Over at aeon, Jason Webster has written an essay suggesting that crime fiction filled a cultural void left by retreating religion:
Throughout history, priestly castes have boasted a unique capacity to answer the great riddles of existence, and it is surely more than a coincidence that, during the detective fiction boom of the 1860s, intellectual developments in Britain were profoundly undermining the Church’s traditional monopoly on such matters. In 1859, after two decades of delay, Charles Darwin published On the Origin of Species. The theory of evolution did not emerge from nowhere; even before Darwin’s ideas went public, many were already moving away from the literal interpretation of the Bible stories. But no single event played such an important part in the shift from a religious to a secular society, and no other book did so much to shake the authority of clerics and their official answers. This left a cultural vacuum, and in a changing world full of new dangers and problems, the fictional detective stepped into the breach.
While I doubt that anyone other than crime fiction cognoscenti would make such a connection and pursue a similar line of historical argument, it’s hard not to admire Webster’s creativity. My only quibble is that Webster conflates shamans with priests when he compares them to fictional detectives. In the subtitle to his story (which is titled “Unholy Mystery”), Webster alternates and confuses the two: “Shamanic powers of insight and the power to bring order out of chaos. Is the detective a priestly figure for our times?”
While there are certainly similarities between shamans and priests, anthropologists usually distinguish between the two. Shamans are associated with hunter-gatherers and other non-institutional societies, whereas priests are associated with agriculturalists and institutional societies. In her article “Signs of the Sacred: Identifying Shamans Using Archaeological Evidence,” Christine VanPool makes a good analytical case for the distinction. Of course some societies (such as the Pueblos) are betwixt and between; in these, the distinctions are blurred.
With this in mind, Webster’s description of what fictional detectives do is not dissimilar from what shamans do:
If nothing else, the detective is a problem-solver; someone who can restore order where there is chaos. Faced with the worst crime (what could be more existentially troubling than a murder?), the detective gives us answers to the most pressing and urgent questions: not only whodunit, but how and why and what it means. He does all this by taking us on a journey, discovering pieces of evidence, seeking out hints and clues. In the best examples of this game, we see everything that the detective sees, yet we are unable to solve the crime ourselves. Only the detective, in a final display of mastery, can reach the correct conclusion. We need him, with his special knowledge and abilities, to make sense of it all.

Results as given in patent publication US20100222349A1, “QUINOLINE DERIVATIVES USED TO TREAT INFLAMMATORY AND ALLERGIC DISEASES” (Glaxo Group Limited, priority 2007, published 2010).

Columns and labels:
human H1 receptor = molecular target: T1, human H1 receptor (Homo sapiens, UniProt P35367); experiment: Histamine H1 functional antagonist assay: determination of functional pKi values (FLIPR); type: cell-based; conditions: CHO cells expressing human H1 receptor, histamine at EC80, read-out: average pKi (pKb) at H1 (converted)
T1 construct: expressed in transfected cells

This reminds me of Stanley Krippner’s contention that shamans were those who “made sense” of symbolism during the long, and surely sometimes bewildering, course of human evolution:
For the shaman, the totality of inner and outer reality was fundamentally an immense signal system, and shamanic states of consciousness were the first steps toward deciphering this signal system.
Epistemology is concerned with the nature, characteristics and processes of knowledge, and in this essay I am suggesting that shamanic epistemology drew upon perceptual, cognitive, affective and somatic ways of knowing that assisted early humans to find their way through an often unpredictable, sometimes hostile, series of environmental challenges. Not only did early humans have to become aware of potentially dangerous environmental objects and activities, they needed to have explanatory stories (enacted as mythic rituals) at their disposal to navigate through the contingencies of daily encounters and challenges. The acute perceptual abilities of shamans, in combination with their intuition and imagination, met their societies’ needs.
In psychological terms, shamans are socially designated practitioners who claim to self-regulate their psychological functions to obtain information unavailable to other members of their social group. Shamans were probably humanity’s original specialists, combining the roles of healers, storytellers, weather forecasters, performing artists, ritualists, and magicians.
To this list, we can now add detectives or Sherlock the Shaman.